BOYDE Briony (Bee) Alice Currently Rector of Coventry St Peter, in the Diocese of Coventry, to be Vicar of Sandbach St Mary (1318), in the deanery of Congleton, with effect from 21 September 2020.
PIPER Jessica Ann Formerly Assistant Curate of Bowdon St Mary the Virgin (1006), in the deanery of Stockport, now Assistant Curate (known as Associate Minister) of Stockport and Brinnington (1801), in the deanery of Stockport, with effect from 29 June 2020.
YOUNG Daniel George Harding Formerly Curate of Knutsford St John the Baptist (1406) and Toft St John the Evangelist (1414), in the deanery of Knutsford, following his retirement Mr Young has been granted PTO in the Diocese of Chester until 28 September 2020.
A film review by Sally Churchus, Chair of the Association for Church Editors
This is a very topical film – and extremely good! It is a historical drama that was released in 2014 but covers three months in 1965. The film starts after Martin Luther King Jr has been awarded the 1964 Nobel Peace prize and tells the story of his historical struggle to secure voting rights for African-Americans, which was a dangerous and terrifying campaign.
During the film Jimmie Lee Jackson is shot by police in a café after a peaceful march is broken up by state troopers using violence. The film culminates in the finally successful attempt at marching from Selma to Montgomery that eventually swayed American public opinion and persuaded President Johnson to introduce the Voting Rights Act in 1965. King’s strong Christian faith shines through.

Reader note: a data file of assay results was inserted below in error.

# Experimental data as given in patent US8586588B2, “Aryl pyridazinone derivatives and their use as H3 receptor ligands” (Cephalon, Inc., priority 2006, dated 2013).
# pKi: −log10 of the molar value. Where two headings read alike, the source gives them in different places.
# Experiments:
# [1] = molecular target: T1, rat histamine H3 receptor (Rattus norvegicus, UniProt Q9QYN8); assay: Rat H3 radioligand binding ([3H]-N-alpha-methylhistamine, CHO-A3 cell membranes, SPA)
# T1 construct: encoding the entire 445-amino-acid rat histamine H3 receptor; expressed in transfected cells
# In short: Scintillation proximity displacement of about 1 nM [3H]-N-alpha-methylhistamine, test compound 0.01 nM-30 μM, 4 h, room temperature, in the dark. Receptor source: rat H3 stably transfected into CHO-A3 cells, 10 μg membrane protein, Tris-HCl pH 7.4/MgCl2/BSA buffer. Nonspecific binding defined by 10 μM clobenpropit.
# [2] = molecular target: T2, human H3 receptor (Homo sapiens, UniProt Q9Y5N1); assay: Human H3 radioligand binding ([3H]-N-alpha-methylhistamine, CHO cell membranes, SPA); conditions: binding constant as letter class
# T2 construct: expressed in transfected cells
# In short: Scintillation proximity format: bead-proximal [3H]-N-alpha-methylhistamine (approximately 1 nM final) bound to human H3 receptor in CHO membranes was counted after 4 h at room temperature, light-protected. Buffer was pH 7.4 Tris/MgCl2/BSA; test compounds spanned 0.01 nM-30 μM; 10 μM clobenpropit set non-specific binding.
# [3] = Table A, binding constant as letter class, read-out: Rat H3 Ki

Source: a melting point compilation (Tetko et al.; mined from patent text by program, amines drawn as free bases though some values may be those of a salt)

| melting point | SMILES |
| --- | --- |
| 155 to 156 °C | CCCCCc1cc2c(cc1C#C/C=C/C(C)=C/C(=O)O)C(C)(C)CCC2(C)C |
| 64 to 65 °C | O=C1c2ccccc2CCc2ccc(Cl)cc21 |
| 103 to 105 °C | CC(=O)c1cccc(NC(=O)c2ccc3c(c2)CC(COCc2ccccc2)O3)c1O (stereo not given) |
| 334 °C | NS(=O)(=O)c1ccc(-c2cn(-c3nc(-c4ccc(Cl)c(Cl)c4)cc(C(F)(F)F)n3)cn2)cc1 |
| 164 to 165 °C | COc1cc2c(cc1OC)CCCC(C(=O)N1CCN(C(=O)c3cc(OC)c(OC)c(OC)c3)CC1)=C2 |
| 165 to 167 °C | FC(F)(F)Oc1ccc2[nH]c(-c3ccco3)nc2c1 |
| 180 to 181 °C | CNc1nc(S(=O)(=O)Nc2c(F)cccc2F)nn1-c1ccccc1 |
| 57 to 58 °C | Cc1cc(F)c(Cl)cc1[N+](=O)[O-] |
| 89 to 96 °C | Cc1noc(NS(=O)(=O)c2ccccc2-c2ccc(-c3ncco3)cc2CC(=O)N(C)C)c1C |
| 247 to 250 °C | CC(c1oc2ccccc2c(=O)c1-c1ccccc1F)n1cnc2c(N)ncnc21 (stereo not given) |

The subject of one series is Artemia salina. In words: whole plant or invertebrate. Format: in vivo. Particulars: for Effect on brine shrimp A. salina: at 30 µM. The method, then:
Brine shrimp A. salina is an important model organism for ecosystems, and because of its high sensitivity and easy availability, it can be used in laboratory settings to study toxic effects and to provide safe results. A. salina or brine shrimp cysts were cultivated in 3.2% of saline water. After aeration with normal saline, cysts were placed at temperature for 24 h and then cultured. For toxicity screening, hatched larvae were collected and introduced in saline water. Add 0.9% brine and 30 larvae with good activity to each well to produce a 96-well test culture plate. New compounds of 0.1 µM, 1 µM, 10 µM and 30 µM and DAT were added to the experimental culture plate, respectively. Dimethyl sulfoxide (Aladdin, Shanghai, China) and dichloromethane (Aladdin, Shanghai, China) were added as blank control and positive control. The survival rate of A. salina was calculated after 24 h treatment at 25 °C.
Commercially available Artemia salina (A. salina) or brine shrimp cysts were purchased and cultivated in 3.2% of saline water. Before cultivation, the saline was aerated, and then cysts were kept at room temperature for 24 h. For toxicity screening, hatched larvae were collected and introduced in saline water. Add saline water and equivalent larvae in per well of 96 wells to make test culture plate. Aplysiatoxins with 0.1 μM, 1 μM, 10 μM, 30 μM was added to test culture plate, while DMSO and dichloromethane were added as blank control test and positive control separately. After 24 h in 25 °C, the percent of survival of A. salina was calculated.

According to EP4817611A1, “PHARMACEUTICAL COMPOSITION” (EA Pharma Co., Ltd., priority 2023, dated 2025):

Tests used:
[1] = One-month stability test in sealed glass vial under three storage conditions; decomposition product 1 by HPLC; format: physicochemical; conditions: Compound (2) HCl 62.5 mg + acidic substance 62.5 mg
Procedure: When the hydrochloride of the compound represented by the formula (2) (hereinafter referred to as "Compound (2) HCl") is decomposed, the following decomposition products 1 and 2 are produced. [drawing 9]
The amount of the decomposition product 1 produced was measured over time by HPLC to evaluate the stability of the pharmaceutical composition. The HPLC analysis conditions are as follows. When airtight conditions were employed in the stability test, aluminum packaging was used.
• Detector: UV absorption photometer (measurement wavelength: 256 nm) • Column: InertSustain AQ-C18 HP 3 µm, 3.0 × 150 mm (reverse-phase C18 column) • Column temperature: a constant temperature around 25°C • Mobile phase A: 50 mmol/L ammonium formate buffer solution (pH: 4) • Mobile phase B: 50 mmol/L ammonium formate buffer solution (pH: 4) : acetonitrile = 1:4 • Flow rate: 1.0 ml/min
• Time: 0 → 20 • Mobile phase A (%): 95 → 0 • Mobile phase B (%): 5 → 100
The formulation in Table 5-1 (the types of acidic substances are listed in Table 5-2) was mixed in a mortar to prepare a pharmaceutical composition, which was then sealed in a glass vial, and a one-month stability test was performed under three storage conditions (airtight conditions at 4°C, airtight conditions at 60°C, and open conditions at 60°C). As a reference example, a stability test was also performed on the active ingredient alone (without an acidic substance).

David Oyelowo takes the lead and gives a tremendous performance as Martin Luther King. The New York Times review stated, ‘Even if you think you know what’s coming, Selma hums with suspense and surprise. Packed with incident and overflowing with fascinating characters, it is a triumph of efficient, emphatic cinematic storytelling’.
It is available to watch on BBC iPlayer, Amazon Prime or as a DVD. It made me think, sadly, that in those 55 years since the events portrayed happened, we have not moved on as far as one might have hoped.
‘And now unto him who is able to keep us from falling and lift us from the dark valley of despair to the bright mountain of hope, from the midnight of desperation to the daybreak of joy; to him be power and authority, for ever and ever’. Blessing spoken by Martin Luther King to his congregation in Montgomery as he left them to devote all his time to political action.
By now you will, hopefully, have heard some of our bells ringing for the new and revised Sunday morning service.
The nature of ringing, involving close proximity of the ringers to each other and direct hand contact on ropes, has made the return to ringing quite complicated involving three way discussion between HMG, Church authorities and the national body representing ringers (Central Council of Church Bell Ringers)
A plan has been developed allowing social distancing by halving the number of bells rung and only allowing ringers to ring a designated bell, and also limiting the ringing time to 15 minutes. No practices of the tradition kind are permitted.
That is why you are hearing only three bells, and only for 15 minutes.
It will also be a novel and strange experience ringing with a mask.
It has been most gratifying to read on Social Media the favourable comments by people who have heard the bells, for the first time since early March. Thank you on behalf of all our ringers.